Coal Figures for the Great Powers

Discussions on the economic history of the nations taking part in WW2, from the recovery after the depression until the economy at war.
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Guaporense
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Coal Figures for the Great Powers

Post by Guaporense » 26 Jun 2014 03:22

Coal was the single largest raw material industry (by value it was significantly larger even than iron and steel industries and it's uses were many, it was the basic energy source, the source of power for locomotives, raw material for iron and steel production and used for producing electricity) coal was the most important energy source in the world during the time of WW2. I have previously cited many coal figures but I have noticed that even the figures cited in books tend to make erroneous comparisons because each country had slightly different methodologies in computing coal output (short tons vs metric tons vs long tons, output consumed at the mines and output used in coke production might be included into some datasets and excluded in others, which can final numbers vary by up to 30%). To make meaningful comparisons one should use data regarding exactly the same thing.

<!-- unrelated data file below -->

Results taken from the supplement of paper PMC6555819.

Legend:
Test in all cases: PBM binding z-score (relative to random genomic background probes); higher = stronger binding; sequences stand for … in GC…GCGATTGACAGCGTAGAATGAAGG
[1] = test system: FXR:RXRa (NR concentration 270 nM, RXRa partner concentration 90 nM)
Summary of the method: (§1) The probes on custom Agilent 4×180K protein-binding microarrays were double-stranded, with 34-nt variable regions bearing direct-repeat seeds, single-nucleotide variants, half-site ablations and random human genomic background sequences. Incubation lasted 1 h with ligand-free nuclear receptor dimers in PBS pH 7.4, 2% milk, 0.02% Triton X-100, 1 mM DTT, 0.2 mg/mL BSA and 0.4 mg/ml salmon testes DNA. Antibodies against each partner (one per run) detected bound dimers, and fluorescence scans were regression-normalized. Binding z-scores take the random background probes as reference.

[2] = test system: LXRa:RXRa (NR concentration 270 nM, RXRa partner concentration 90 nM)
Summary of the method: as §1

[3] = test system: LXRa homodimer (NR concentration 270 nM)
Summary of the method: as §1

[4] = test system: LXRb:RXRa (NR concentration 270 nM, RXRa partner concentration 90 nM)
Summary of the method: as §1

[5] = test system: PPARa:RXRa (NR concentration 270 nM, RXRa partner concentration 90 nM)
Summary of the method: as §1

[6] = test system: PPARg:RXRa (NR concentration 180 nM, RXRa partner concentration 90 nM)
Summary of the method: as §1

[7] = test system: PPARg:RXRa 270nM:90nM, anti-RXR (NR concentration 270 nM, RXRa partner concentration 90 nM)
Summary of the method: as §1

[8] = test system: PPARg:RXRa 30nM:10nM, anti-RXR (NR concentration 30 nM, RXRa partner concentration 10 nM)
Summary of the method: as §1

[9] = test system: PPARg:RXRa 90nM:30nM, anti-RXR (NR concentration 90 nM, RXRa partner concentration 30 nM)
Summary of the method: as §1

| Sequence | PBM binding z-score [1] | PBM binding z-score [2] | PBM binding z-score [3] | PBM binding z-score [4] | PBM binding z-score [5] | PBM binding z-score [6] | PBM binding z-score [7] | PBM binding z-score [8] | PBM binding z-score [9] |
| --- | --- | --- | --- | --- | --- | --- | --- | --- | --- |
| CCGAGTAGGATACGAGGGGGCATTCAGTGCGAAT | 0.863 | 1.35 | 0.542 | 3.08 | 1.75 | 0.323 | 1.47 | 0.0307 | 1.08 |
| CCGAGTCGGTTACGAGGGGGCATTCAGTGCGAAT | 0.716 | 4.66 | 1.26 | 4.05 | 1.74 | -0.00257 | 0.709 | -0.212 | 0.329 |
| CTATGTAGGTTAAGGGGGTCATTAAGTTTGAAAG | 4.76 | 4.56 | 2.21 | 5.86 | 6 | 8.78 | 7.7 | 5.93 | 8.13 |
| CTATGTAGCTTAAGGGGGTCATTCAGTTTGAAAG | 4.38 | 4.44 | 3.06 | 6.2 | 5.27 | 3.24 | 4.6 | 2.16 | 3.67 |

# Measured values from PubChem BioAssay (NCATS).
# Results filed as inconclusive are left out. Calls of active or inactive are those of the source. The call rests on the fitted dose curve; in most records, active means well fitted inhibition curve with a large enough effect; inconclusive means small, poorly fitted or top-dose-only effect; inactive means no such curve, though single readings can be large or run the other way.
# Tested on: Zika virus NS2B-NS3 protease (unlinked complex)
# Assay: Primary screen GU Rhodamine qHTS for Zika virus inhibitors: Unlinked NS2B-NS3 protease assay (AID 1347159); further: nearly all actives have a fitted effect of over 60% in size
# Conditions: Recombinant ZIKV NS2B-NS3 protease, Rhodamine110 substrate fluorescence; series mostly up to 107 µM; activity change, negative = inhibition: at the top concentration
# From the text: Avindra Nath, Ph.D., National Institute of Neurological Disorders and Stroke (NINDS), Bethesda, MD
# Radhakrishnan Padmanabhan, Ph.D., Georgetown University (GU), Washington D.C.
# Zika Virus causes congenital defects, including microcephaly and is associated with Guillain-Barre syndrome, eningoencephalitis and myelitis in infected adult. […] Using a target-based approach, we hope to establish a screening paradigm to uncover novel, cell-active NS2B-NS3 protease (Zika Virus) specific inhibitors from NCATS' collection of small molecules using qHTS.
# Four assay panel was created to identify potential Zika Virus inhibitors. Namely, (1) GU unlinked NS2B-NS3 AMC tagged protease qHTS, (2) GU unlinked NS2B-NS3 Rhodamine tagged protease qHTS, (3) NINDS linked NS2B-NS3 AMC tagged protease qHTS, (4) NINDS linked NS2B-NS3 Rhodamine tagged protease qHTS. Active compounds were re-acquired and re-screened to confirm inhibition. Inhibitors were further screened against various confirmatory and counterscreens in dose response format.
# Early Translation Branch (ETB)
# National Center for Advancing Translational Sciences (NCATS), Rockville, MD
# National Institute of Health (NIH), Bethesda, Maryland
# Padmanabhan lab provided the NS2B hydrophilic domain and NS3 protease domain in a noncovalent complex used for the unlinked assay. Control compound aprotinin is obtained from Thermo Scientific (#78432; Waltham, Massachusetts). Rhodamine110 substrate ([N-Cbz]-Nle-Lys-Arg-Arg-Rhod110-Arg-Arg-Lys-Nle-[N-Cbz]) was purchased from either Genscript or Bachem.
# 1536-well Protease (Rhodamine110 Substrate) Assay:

For example, according to the 1949 Statistical Abstract of the United States in 1940, the US produced 512,257,000 short tons of coal, including anthracite, bituminous and lignite, including coal consumed by the mines and coal consumed in the production of coke. Lignite production was a very small proportion of total US coal production (I recall it was around 1% so distortion by including it is very small) so all statistics I have include lignite into the data for coal. Soviet data includes lignite as well into total coal production but some data has this separate brown coal and black coal figures (where for black I understand anthracite and bituminous, brown for lignite).